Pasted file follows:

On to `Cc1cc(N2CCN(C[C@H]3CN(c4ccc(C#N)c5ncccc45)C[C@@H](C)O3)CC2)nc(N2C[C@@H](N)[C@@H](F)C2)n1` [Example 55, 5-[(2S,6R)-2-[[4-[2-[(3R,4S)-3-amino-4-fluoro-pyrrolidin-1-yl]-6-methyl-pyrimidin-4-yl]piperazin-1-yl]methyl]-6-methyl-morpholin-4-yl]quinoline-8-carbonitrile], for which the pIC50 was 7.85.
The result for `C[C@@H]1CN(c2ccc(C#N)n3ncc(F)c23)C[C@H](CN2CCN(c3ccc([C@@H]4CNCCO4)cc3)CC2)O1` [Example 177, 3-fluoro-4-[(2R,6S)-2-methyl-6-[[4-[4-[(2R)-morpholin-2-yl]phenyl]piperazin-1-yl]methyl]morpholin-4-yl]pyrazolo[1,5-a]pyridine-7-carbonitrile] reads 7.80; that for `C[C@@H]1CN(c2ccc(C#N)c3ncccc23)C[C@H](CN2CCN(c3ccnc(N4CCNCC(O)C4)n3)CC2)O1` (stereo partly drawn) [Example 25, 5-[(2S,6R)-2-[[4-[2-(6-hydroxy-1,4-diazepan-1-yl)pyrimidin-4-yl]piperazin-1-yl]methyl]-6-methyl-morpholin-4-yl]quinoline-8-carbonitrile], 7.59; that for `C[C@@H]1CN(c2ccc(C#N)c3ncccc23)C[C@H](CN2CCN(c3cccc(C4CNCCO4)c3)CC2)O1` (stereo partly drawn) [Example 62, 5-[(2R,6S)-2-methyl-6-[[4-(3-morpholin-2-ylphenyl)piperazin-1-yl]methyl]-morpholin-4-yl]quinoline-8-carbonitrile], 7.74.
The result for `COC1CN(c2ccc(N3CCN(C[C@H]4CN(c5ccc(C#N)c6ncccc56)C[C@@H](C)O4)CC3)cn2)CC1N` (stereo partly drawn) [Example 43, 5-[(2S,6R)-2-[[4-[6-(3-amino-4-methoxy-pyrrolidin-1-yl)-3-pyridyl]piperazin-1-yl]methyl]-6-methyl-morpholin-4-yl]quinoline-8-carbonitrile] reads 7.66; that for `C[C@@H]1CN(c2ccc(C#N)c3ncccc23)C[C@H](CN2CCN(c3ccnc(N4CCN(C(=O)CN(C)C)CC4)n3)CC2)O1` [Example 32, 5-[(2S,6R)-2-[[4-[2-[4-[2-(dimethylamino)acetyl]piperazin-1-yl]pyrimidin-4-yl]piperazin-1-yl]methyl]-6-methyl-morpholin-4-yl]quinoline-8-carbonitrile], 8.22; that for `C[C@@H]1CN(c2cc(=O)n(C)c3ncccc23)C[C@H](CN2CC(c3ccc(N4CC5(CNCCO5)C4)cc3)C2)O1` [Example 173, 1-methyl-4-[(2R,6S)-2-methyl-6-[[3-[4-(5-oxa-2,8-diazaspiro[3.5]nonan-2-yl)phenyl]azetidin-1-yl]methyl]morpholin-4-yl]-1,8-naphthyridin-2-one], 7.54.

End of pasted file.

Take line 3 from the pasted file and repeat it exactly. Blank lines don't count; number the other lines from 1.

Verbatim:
The result for `COC1CN(c2ccc(N3CCN(C[C@H]4CN(c5ccc(C#N)c6ncccc56)C[C@@H](C)O4)CC3)cn2)CC1N` (stereo partly drawn) [Example 43, 5-[(2S,6R)-2-[[4-[6-(3-amino-4-methoxy-pyrrolidin-1-yl)-3-pyridyl]piperazin-1-yl]methyl]-6-methyl-morpholin-4-yl]quinoline-8-carbonitrile] reads 7.66; that for `C[C@@H]1CN(c2ccc(C#N)c3ncccc23)C[C@H](CN2CCN(c3ccnc(N4CCN(C(=O)CN(C)C)CC4)n3)CC2)O1` [Example 32, 5-[(2S,6R)-2-[[4-[2-[4-[2-(dimethylamino)acetyl]piperazin-1-yl]pyrimidin-4-yl]piperazin-1-yl]methyl]-6-methyl-morpholin-4-yl]quinoline-8-carbonitrile], 8.22; that for `C[C@@H]1CN(c2cc(=O)n(C)c3ncccc23)C[C@H](CN2CC(c3ccc(N4CC5(CNCCO5)C4)cc3)C2)O1` [Example 173, 1-methyl-4-[(2R,6S)-2-methyl-6-[[3-[4-(5-oxa-2,8-diazaspiro[3.5]nonan-2-yl)phenyl]azetidin-1-yl]methyl]morpholin-4-yl]-1,8-naphthyridin-2-one], 7.54.